Dogs can swear

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Here at Language Log we've commented a lot about the media's coverage of animal communication (birds, monkeys, cows, etc.) but, as far as I know, none of this has dealt with animals that actually swear oaths of office. So I'll remedy this omission by referring to a few media articles about police dogs that swear.

From Decatur, Georgia we read that a police dog is a "sworn officer." This article doesn't explain how the dog did the swearing, but the police must believe that he raised his front forepaw and did it somehow. And over a year ago another media article announced a similar swearing in ceremony in Fresno, California, where two new K9 officers, Kubo and Elvis, were about to be sworn in.

Slate's Explainer column picked up on these articles and asked the obvious question: "How does a police animal take the oath of office?" Then the explainer answered the question:

In some cases, the police chief administers the human oath of office to the dog, and the handler affirms on the dog's behalf. In rare instances, the dog is trained to bark in affirmation of the oath.

I don't know how they determine an affirmative bark from a, well, regular old bark and I'm also a bit confused about how one can affirm "on behalf" of another. We weren't given the exact wording of the oath ceremony but I would imagine that it went something like this:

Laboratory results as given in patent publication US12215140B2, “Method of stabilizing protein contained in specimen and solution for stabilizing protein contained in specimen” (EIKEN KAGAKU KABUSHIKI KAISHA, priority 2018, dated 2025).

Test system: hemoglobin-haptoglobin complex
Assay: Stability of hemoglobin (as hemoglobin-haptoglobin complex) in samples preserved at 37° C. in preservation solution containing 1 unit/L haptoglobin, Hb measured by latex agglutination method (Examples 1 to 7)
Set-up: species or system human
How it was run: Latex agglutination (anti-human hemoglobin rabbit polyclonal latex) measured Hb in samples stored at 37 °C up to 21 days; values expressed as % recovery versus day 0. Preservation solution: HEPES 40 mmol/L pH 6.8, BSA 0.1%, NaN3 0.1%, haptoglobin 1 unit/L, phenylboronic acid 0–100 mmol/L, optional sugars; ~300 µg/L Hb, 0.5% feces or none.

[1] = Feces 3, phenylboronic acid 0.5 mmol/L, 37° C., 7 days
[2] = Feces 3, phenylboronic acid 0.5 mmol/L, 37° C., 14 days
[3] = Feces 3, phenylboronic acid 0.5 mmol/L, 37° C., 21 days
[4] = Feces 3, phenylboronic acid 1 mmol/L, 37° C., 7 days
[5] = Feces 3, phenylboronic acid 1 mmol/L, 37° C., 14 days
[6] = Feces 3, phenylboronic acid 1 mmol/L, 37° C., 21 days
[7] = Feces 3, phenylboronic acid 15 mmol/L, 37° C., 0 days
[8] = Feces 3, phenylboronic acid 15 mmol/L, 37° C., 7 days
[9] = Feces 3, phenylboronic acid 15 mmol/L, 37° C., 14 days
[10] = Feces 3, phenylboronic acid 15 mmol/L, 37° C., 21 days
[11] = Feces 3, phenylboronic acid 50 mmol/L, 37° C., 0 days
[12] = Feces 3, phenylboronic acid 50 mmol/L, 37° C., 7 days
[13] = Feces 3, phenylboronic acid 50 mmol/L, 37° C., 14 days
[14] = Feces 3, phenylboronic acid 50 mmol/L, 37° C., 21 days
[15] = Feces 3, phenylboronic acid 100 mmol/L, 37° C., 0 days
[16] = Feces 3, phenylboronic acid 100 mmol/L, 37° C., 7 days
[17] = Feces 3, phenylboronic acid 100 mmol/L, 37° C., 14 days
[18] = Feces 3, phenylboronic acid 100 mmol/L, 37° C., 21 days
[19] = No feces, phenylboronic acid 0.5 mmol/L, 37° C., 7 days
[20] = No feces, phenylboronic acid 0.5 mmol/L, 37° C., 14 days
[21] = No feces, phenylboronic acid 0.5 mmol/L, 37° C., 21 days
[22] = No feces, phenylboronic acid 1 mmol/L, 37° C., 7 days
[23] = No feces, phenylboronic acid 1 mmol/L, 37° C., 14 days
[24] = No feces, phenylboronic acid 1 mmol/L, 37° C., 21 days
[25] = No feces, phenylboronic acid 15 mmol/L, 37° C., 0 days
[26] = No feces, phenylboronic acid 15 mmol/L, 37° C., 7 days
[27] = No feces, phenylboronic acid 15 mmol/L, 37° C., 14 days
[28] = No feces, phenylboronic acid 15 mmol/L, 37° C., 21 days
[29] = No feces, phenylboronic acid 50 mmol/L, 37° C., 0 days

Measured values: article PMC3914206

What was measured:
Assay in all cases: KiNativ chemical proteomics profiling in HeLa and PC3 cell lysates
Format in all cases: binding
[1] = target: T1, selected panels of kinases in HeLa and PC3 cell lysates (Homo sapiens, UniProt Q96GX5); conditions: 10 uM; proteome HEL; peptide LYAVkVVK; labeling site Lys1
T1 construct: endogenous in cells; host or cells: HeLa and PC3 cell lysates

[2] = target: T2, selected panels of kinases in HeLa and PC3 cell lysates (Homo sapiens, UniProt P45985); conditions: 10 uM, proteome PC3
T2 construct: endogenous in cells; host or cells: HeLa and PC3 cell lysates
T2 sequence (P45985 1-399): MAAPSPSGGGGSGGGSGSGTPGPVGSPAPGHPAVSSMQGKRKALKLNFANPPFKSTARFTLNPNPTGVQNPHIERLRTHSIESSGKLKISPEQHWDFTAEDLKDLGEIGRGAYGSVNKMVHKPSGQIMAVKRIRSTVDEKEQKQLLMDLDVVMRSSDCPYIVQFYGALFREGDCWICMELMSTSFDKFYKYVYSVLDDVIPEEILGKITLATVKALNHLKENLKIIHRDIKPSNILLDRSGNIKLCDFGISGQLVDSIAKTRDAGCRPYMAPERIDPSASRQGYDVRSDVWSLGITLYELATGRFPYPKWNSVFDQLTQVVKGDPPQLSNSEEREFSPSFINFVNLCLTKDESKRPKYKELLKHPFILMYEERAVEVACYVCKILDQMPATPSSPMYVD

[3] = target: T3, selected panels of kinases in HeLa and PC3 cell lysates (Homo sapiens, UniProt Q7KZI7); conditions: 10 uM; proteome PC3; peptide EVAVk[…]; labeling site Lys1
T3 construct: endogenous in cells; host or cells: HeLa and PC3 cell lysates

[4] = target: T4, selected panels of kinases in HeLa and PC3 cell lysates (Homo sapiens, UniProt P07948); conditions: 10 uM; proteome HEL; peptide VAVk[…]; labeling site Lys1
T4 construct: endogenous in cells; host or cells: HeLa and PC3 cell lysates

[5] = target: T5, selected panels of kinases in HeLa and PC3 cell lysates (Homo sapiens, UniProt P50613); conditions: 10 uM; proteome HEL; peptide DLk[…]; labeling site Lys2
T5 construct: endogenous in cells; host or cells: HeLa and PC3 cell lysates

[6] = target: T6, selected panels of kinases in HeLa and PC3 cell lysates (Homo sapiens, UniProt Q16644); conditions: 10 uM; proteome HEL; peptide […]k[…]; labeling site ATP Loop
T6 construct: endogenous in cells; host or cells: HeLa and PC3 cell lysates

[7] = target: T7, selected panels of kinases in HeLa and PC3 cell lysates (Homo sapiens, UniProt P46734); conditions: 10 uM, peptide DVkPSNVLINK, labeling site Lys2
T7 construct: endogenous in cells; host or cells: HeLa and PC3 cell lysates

Police Chief: Do each of you solemnly swear to uphold the laws of this city and to protect its citizens?

Recruits: I do.

Canines: Arf.

The dogs' responses, of course, might be "yip," or "ruff," depending on their dialects.

An aspect of the swearing in oath administered to dogs gets even more interesting when it takes on a multilingual angle. Since many police dogs are trained in foreign countries, such as Germany and The Netherlands, they learn to respond to commands in German or Dutch before they are purchased by American police departments. This may cause the handlers to learn these languages in order to get the results they want.

Volg? Take that, you English Only advocates.




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